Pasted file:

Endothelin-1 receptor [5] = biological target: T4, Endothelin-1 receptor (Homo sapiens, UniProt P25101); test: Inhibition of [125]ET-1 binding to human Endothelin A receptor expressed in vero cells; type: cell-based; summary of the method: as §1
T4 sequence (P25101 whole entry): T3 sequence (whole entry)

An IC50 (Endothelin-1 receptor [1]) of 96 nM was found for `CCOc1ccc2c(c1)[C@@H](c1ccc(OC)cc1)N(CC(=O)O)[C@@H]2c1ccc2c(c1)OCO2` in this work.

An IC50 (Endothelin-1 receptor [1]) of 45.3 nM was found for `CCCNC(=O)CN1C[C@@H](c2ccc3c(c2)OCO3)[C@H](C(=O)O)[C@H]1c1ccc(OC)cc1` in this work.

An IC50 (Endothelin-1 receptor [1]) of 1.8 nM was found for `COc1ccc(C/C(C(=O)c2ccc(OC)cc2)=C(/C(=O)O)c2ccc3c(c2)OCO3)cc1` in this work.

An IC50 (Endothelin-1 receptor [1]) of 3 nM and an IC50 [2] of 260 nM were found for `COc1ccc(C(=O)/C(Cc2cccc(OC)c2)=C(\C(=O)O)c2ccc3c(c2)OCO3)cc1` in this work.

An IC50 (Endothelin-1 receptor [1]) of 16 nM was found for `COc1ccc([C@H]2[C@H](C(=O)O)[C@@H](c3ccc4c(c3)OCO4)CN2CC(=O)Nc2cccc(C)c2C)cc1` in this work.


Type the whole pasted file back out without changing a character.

Endothelin-1 receptor [5] = biological target: T4, Endothelin-1 receptor (Homo sapiens, UniProt P25101); test: Inhibition of [125]ET-1 binding to human Endothelin A receptor expressed in vero cells; type: cell-based; summary of the method: as §1
T4 sequence (P25101 whole entry): T3 sequence (whole entry)

An IC50 (Endothelin-1 receptor [1]) of 96 nM was found for `CCOc1ccc2c(c1)[C@@H](c1ccc(OC)cc1)N(CC(=O)O)[C@@H]2c1ccc2c(c1)OCO2` in this work.

An IC50 (Endothelin-1 receptor [1]) of 45.3 nM was found for `CCCNC(=O)CN1C[C@@H](c2ccc3c(c2)OCO3)[C@H](C(=O)O)[C@H]1c1ccc(OC)cc1` in this work.

An IC50 (Endothelin-1 receptor [1]) of 1.8 nM was found for `COc1ccc(C/C(C(=O)c2ccc(OC)cc2)=C(/C(=O)O)c2ccc3c(c2)OCO3)cc1` in this work.

An IC50 (Endothelin-1 receptor [1]) of 3 nM and an IC50 [2] of 260 nM were found for `COc1ccc(C(=O)/C(Cc2cccc(OC)c2)=C(\C(=O)O)c2ccc3c(c2)OCO3)cc1` in this work.

An IC50 (Endothelin-1 receptor [1]) of 16 nM was found for `COc1ccc([C@H]2[C@H](C(=O)O)[C@@H](c3ccc4c(c3)OCO4)CN2CC(=O)Nc2cccc(C)c2C)cc1` in this work.